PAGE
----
Set Operations : Intersection And Difference Of Two Sets

Intersection and difference of two sets are two different set operations. In set theory, we perform different types of set operations. Such as the intersection of sets, a difference of sets, the complement of sets and the union of sets. It is very easy to differentiate between intersection and union operations. But what is the difference between intersections and the difference of sets? Let us understand here in this article.

What is an Intersection of Sets?

The intersection of two sets, A and B, which are subsets of the universal set U, is the set which consists of all those elements which are common to both A and B.
It is denoted by the “∩’ symbol. All those elements which belong to both A and B represent the intersection of A and B. Thus we can say that,

A ∩ B = {x : x ∈ A and x ∈ B}

For n sets A1, A2, A3, …, An, where all these sets are the subset of universal set U, the intersection is the set of all the elements which are common to all these n sets.

Depicting this pictorially, the shaded portion in the Venn diagram given below represents the intersection of the two sets A and B.

Intersection of two sets

Figure 1-Intersection of two sets

Intersection of three sets

Figure 2-Intersection of three sets

Intersection of Two sets

If A and B are two sets, then the intersection of sets is given by:

\(\begin{array}{l}A \cap B = n(A) + n (B) – n (A \cup B)\end{array} \)

where n(A) is the cardinal number of set A,
n(B) is the cardinal number of set B,
n(AUB) is the cardinal number of the union of sets A and B.

To understand this concept of intersection, let us take an example.

Example of Intersection of sets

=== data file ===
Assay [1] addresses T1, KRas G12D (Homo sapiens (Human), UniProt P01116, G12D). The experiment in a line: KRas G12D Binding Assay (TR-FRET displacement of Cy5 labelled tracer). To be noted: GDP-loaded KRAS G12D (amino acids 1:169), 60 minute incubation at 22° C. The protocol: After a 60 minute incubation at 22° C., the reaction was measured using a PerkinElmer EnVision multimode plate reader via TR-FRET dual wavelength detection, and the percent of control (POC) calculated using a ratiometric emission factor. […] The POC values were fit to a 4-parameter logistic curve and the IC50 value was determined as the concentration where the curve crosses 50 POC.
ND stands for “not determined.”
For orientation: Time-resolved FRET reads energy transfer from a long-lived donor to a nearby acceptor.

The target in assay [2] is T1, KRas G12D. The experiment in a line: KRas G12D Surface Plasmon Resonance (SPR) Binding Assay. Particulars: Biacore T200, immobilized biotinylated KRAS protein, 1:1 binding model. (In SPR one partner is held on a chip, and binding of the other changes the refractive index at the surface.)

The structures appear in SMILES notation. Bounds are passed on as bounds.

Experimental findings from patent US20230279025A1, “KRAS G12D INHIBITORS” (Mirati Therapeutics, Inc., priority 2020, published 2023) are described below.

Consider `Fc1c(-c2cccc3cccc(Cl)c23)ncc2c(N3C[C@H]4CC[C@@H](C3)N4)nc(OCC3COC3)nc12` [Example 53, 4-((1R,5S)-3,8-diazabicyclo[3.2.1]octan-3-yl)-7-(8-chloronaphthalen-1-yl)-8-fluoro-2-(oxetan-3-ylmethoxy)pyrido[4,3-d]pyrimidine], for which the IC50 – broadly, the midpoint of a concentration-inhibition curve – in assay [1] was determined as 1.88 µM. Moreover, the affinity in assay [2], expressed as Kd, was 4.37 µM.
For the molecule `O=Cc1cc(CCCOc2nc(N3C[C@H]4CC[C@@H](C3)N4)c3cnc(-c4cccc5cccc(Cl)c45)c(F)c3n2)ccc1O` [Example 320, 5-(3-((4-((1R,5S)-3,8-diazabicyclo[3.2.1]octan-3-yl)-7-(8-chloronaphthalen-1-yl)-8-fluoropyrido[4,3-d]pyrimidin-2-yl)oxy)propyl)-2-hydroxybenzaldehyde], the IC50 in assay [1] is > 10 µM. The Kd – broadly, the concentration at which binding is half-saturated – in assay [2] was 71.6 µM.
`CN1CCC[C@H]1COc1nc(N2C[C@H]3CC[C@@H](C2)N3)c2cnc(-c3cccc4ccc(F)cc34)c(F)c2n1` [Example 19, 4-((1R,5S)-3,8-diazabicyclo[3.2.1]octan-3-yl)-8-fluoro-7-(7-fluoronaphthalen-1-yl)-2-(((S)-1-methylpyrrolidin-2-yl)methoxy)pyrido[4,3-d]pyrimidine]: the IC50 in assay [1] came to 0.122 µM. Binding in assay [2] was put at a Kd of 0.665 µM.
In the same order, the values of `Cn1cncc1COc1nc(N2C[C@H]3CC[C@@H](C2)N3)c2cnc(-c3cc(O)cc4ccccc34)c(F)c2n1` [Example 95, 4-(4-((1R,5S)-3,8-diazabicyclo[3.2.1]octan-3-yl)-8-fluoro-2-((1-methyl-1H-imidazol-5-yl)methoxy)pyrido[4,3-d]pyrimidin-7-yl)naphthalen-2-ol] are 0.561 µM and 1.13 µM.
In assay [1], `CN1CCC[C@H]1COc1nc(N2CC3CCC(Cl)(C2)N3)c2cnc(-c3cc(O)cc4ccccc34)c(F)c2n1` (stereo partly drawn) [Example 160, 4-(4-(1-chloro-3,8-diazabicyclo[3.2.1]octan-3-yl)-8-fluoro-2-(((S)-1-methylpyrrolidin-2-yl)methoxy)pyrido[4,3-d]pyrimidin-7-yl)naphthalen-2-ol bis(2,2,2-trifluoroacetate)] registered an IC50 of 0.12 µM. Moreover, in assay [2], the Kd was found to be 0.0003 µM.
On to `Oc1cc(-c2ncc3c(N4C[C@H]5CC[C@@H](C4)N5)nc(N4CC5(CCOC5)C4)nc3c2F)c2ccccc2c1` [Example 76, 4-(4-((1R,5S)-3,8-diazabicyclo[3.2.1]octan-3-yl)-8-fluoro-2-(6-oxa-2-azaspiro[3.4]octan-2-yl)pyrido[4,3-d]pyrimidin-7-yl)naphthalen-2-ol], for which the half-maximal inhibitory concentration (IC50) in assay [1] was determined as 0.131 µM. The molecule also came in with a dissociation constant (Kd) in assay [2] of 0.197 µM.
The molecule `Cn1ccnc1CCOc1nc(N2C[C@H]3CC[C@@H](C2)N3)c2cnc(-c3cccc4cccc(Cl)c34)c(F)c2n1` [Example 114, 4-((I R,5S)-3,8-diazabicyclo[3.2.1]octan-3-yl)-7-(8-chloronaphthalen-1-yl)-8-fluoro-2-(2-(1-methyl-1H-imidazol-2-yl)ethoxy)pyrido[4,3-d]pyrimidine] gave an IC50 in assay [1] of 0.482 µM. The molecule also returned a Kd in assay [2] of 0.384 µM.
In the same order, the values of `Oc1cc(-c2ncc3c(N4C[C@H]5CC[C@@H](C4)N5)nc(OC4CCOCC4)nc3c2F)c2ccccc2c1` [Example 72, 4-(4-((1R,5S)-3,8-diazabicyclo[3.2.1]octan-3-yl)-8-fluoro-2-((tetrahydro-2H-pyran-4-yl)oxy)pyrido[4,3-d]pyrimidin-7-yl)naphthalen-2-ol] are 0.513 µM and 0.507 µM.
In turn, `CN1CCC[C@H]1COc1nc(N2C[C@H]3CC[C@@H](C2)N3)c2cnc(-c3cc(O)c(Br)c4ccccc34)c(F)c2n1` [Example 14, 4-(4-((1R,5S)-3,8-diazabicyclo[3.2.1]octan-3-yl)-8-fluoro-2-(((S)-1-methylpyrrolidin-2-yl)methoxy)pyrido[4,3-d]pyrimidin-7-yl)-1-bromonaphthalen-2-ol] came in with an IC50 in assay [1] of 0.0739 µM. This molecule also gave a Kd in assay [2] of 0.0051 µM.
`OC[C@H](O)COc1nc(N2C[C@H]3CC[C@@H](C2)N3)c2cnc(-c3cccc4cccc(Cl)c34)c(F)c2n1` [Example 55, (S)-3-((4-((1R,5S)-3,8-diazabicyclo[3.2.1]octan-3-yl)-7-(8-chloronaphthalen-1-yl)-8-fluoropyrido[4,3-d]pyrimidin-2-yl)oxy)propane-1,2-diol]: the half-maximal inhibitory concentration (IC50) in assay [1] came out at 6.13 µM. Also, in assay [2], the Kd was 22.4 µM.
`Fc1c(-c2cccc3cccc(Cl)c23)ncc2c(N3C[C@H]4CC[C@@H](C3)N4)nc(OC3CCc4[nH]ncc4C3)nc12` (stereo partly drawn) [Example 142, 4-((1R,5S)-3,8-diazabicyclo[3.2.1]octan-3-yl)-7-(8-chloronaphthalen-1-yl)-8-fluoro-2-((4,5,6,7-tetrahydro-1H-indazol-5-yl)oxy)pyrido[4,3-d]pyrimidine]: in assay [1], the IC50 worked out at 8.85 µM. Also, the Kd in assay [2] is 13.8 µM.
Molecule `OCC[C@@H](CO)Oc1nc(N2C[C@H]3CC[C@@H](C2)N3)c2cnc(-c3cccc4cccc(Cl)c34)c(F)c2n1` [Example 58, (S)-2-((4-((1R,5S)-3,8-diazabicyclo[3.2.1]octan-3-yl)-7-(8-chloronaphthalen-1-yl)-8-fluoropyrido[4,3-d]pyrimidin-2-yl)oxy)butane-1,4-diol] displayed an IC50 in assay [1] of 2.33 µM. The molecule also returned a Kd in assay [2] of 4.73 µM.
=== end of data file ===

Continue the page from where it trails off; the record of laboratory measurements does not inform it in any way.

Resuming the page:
Example: Let U be the universal set consisting of all the n – sided regular polygons where 5 ≤ n ≤ 9. If set A, B and C are defined as:

A = {pentagon, hexagon, octagon}

B = {hexagon, nonagon, heptagon}

C = {nonagon}

Find the intersection of the sets:

i) A and B

ii) A and C

Solution: U = {pentagon , hexagon , heptagon , octagon , nonagon}

i) The intersection is given by all the elements which are common to A and B.

A ∩ B = {hexagon}

Intersection of sets example - 1

ii)  No element is common in A and C. Therefore A ∩ C = ∅

Intersection of sets Example - 2

Note: If we have two sets X and Y such that their intersection gives an empty set ∅ i.e. X ∩ Y = ∅ then these sets X and Y are called disjoint sets.

Properties of Intersection of a Set

  • Commutative Law: The intersection of two sets A and B follow the commutative law, i.e., A ∩ B = B ∩ A
  • Associative Law: The intersection operation follows the associative law, i.e., If we have three sets A , B and C then (A ∩ B) ∩ C = A ∩ (B ∩ C)
  • Identity Law: The intersection of an empty set with any set A gives the empty set itself i.e., A ∩ ∅ = ∅
  • Idempotent Law: The intersection of any set A with itself gives the set A i.e., A ∩ A = A
  • Law of U: The intersection of a universal set U with its subset A gives the set A itself. A ∩ U = A
  • Distributive Law: According to this law: A ∩ (B ∪ C) = ( A ∩ B ) ∪ (A ∩ C)

What is the Difference of Sets?

The difference of the two sets A and B is the set of elements which are present in A but not in B. It is denoted as A-B. In the following diagram, the region shaded in green represents the difference of sets A and B (A-B). And the region shaded in yellow represents the difference of B and A (B-A).

Difference of Sets

Example of Difference of sets

Let A = {3 , 4 , 8 , 9 , 11 , 12 } and B = {1 , 2 , 3 , 4 , 5 }. Find A – B and B – A.

Solution: We can say that A – B = { 8, 9, 11, 12} as these elements belong to A but not to B

B – A ={1, 2, 5} as these elements belong to B but not to A.

Video Lesson on What are Sets

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